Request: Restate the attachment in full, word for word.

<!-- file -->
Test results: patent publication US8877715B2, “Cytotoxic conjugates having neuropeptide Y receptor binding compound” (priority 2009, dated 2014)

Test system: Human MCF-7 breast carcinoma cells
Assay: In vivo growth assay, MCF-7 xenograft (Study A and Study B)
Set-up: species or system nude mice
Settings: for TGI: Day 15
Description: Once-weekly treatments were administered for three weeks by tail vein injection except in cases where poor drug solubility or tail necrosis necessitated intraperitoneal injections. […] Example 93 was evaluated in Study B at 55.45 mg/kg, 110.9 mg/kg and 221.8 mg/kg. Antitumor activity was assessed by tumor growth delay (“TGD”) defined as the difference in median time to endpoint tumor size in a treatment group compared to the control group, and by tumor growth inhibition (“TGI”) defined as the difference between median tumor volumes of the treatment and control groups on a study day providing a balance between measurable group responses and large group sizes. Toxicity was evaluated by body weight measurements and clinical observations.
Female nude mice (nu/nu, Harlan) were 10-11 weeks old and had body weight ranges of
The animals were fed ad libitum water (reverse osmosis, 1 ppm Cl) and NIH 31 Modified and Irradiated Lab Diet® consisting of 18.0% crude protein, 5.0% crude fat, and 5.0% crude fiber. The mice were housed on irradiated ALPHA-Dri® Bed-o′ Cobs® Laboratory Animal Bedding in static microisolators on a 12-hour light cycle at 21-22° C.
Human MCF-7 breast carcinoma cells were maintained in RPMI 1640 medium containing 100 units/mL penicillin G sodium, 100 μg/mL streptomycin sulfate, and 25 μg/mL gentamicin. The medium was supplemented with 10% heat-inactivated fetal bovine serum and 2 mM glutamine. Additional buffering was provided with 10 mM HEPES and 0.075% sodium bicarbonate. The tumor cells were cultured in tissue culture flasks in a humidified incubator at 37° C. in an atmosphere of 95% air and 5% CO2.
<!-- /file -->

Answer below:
Test results: patent publication US8877715B2, “Cytotoxic conjugates having neuropeptide Y receptor binding compound” (priority 2009, dated 2014)

Test system: Human MCF-7 breast carcinoma cells
Assay: In vivo growth assay, MCF-7 xenograft (Study A and Study B)
Set-up: species or system nude mice
Settings: for TGI: Day 15
Description: Once-weekly treatments were administered for three weeks by tail vein injection except in cases where poor drug solubility or tail necrosis necessitated intraperitoneal injections. […] Example 93 was evaluated in Study B at 55.45 mg/kg, 110.9 mg/kg and 221.8 mg/kg. Antitumor activity was assessed by tumor growth delay (“TGD”) defined as the difference in median time to endpoint tumor size in a treatment group compared to the control group, and by tumor growth inhibition (“TGI”) defined as the difference between median tumor volumes of the treatment and control groups on a study day providing a balance between measurable group responses and large group sizes. Toxicity was evaluated by body weight measurements and clinical observations.
Female nude mice (nu/nu, Harlan) were 10-11 weeks old and had body weight ranges of
The animals were fed ad libitum water (reverse osmosis, 1 ppm Cl) and NIH 31 Modified and Irradiated Lab Diet® consisting of 18.0% crude protein, 5.0% crude fat, and 5.0% crude fiber. The mice were housed on irradiated ALPHA-Dri® Bed-o′ Cobs® Laboratory Animal Bedding in static microisolators on a 12-hour light cycle at 21-22° C.
Human MCF-7 breast carcinoma cells were maintained in RPMI 1640 medium containing 100 units/mL penicillin G sodium, 100 μg/mL streptomycin sulfate, and 25 μg/mL gentamicin. The medium was supplemented with 10% heat-inactivated fetal bovine serum and 2 mM glutamine. Additional buffering was provided with 10 mM HEPES and 0.075% sodium bicarbonate. The tumor cells were cultured in tissue culture flasks in a humidified incubator at 37° C. in an atmosphere of 95% air and 5% CO2.